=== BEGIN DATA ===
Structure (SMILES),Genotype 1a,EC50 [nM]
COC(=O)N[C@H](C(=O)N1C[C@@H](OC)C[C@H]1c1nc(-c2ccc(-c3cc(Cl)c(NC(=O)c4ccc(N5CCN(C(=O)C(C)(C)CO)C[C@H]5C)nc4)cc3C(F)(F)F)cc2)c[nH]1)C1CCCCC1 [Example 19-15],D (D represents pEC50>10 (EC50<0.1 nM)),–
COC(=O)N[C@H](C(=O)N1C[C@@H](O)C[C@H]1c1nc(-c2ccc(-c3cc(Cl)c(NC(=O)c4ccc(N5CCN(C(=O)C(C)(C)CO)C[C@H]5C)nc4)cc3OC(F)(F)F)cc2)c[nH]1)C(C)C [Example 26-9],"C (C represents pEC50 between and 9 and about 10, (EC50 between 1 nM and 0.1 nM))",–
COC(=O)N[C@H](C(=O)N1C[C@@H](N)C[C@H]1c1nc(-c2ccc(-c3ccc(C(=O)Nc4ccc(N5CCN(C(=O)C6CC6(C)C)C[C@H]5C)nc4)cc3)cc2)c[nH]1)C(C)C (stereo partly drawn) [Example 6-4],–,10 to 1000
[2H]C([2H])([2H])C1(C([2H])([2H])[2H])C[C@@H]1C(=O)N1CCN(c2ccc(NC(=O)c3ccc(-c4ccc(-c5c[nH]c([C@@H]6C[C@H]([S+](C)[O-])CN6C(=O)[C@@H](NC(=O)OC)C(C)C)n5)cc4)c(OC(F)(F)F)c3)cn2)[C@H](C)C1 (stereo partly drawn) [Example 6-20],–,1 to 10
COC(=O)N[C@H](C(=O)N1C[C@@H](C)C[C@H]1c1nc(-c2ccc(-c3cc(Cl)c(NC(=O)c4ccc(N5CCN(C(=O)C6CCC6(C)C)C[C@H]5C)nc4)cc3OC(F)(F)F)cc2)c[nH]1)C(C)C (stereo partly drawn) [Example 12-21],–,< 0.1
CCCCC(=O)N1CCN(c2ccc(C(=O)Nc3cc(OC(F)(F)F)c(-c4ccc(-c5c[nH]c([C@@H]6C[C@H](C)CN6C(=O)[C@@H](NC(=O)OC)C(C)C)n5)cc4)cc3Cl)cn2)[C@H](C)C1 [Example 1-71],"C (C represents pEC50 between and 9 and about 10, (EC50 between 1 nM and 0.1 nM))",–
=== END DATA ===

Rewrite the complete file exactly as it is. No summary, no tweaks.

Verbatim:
Structure (SMILES),Genotype 1a,EC50 [nM]
COC(=O)N[C@H](C(=O)N1C[C@@H](OC)C[C@H]1c1nc(-c2ccc(-c3cc(Cl)c(NC(=O)c4ccc(N5CCN(C(=O)C(C)(C)CO)C[C@H]5C)nc4)cc3C(F)(F)F)cc2)c[nH]1)C1CCCCC1 [Example 19-15],D (D represents pEC50>10 (EC50<0.1 nM)),–
COC(=O)N[C@H](C(=O)N1C[C@@H](O)C[C@H]1c1nc(-c2ccc(-c3cc(Cl)c(NC(=O)c4ccc(N5CCN(C(=O)C(C)(C)CO)C[C@H]5C)nc4)cc3OC(F)(F)F)cc2)c[nH]1)C(C)C [Example 26-9],"C (C represents pEC50 between and 9 and about 10, (EC50 between 1 nM and 0.1 nM))",–
COC(=O)N[C@H](C(=O)N1C[C@@H](N)C[C@H]1c1nc(-c2ccc(-c3ccc(C(=O)Nc4ccc(N5CCN(C(=O)C6CC6(C)C)C[C@H]5C)nc4)cc3)cc2)c[nH]1)C(C)C (stereo partly drawn) [Example 6-4],–,10 to 1000
[2H]C([2H])([2H])C1(C([2H])([2H])[2H])C[C@@H]1C(=O)N1CCN(c2ccc(NC(=O)c3ccc(-c4ccc(-c5c[nH]c([C@@H]6C[C@H]([S+](C)[O-])CN6C(=O)[C@@H](NC(=O)OC)C(C)C)n5)cc4)c(OC(F)(F)F)c3)cn2)[C@H](C)C1 (stereo partly drawn) [Example 6-20],–,1 to 10
COC(=O)N[C@H](C(=O)N1C[C@@H](C)C[C@H]1c1nc(-c2ccc(-c3cc(Cl)c(NC(=O)c4ccc(N5CCN(C(=O)C6CCC6(C)C)C[C@H]5C)nc4)cc3OC(F)(F)F)cc2)c[nH]1)C(C)C (stereo partly drawn) [Example 12-21],–,< 0.1
CCCCC(=O)N1CCN(c2ccc(C(=O)Nc3cc(OC(F)(F)F)c(-c4ccc(-c5c[nH]c([C@@H]6C[C@H](C)CN6C(=O)[C@@H](NC(=O)OC)C(C)C)n5)cc4)cc3Cl)cn2)[C@H](C)C1 [Example 1-71],"C (C represents pEC50 between and 9 and about 10, (EC50 between 1 nM and 0.1 nM))",–